Disruption seems to be the battle cry for many millennial entrepreneurs. But a few smart young entrepreneurs realize that sometimes, the best business approach is not to destroy and disrupt but something much simpler. Deco Lighting President Ben Pouladian has succeeded with an old school approach.
Pouladian, an active member of the Young Presidents' Organization (YPO), originally thought he would disrupt a stodgy old industry and make his mark. Much to his surprise when he got into commercial lighting, he found that disruption was not easily possible and for the most part not desired by the industry or the customers. That didn't stop him from quickly finding a path to success. After a few false starts he figured out the key to dominating this industry was not disruptive technology or a massive business model shift. He simply had to execute better than the conglomerates in his market.
While the media likes to talk about disruptive entrepreneurship because it's unusual, Pouladian says more millennials should get back to basics and master the most effective tried-and-true business practices. Here are some of his recommendations.
1."Keep on learning."
Young entrepreneurs might think that they have all the information they need at their fingertips, but the reality is that such thinking might actually limit them when the pressure gets ramped up. They often believe their elders are foolish and behind the times. Pouladian advises against these assumptions, "Don't be cocky and disregard the advice and experiences of older generations, use this information and build upon it to innovate rather than constantly try to disrupt existing methods."
2. "Take advantage of all the tools at your disposal."
Pouladian sees many entrepreneurs get stuck in a single way of doing things. Older generations have been exploiting everything at their disposal for centuries, so young generations should do the same with theirs. And yes, that includes traditional face-to-face communication as well as social media and the digital world. "I think it's still very important to call people on the phone or talk in person. Many millennials are all about texting and emailing, but to effectively communicate you need to talk. Conversely, older generations may rely more on the handshake method for developing business, and we highly value this tradition, but you cannot ignore the opportunity to develop an online persona for your company that adds a voice and authenticity to your brand."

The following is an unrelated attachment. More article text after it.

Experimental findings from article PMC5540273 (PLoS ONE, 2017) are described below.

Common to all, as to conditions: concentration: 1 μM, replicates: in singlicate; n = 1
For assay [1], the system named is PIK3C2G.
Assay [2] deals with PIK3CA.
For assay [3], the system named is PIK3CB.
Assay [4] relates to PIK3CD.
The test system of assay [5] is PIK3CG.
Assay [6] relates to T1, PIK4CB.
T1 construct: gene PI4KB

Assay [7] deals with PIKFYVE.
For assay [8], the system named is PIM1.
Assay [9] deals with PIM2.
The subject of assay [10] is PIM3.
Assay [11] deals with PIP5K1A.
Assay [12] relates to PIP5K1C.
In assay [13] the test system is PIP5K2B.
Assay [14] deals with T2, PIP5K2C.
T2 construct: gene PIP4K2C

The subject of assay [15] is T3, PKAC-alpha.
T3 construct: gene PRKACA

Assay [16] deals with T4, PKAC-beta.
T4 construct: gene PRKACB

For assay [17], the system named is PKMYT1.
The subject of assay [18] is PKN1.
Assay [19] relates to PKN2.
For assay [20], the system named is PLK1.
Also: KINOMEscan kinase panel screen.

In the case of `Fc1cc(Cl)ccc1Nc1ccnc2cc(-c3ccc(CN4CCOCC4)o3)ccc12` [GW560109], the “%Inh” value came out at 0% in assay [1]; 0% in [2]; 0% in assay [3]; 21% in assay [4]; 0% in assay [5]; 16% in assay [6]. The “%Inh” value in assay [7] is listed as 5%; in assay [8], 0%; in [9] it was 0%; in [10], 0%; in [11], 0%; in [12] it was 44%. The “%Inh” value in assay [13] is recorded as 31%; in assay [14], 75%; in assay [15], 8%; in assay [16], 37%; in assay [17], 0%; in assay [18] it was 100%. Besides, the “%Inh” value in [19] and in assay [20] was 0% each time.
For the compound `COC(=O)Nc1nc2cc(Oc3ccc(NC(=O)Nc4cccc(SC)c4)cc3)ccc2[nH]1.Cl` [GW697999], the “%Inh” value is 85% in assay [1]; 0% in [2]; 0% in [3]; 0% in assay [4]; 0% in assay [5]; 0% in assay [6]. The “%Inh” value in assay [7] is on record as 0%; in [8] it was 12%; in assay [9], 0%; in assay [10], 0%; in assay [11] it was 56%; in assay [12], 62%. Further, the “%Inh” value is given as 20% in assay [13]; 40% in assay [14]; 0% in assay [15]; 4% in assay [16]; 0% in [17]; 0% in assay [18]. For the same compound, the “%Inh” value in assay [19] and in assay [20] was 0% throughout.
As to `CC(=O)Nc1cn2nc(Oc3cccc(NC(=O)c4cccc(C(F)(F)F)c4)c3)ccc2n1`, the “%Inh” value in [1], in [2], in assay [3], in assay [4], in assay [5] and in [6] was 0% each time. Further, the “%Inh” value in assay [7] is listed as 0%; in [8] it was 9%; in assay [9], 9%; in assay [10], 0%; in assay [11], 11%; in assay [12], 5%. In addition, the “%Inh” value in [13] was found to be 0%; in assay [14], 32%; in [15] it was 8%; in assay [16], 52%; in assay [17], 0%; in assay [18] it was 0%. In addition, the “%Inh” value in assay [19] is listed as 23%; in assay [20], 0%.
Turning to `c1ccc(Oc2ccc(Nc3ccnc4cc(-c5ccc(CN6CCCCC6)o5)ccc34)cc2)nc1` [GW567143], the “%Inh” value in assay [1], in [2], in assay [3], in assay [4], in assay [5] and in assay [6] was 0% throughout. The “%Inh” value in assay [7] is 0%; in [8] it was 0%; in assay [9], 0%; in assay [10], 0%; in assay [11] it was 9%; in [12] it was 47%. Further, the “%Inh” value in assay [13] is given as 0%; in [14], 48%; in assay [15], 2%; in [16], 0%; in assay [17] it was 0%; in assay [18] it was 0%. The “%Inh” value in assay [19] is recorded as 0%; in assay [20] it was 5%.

3. "Technology should improve business, not necessarily disrupt it. "
Millennials are surrounded by technology and it is integrated into their daily activities. Some even believe that technology can solve every problem. Pouladian understands that technology is only a tool and should be used to achieve the desired result. His example, "There are countless modern tools to improve the efficiency of workflow and communication at a company, helping your team to avoid the tendency of become a large and inefficient behemoth."
4. "Develop an exciting culture for employees."
Great employees are looking for much more than just a job to cover their expenses. Pouladian is adamant about communicating an inspiring purpose. "Happy People Build Better Products. The respect you place upon your employees and the environment you develop will drive success at your company. People will enjoy their work when they have a sense of mission and stop viewing it as simply a job," adds Pouladian. "Anyone can sell products, but what matters more than ever is why they do it.
5. "Find a way to work together."
Despite the isolating trend in entrepreneurs working remotely, Pouladian's company values the interaction of teams from the top down. Pouladian's cousin, partner and the Deco Lighting's CEO Sam Sinai notes that the best businesses are built on successful teamwork. "In the same way that Jobs had Wozniak, and Larry Page has Sergey Brin, my cousin and I have been able to operate in a way that allows for the constant critiquing of ideas and the ability to inspire meaningful change in the company."
6. "It's not about you. It's about the customer!"
As a young entrepreneur, it is easy to get caught up in your vision and constantly think about how you want to make your mark. But the reality is that you don't live in a vacuum and your personal success means nothing if it isn't making an impact on the people you are supposed to be servicing with your company. Pouladian notes, "Every business should be about people you connect with, not just the product,"
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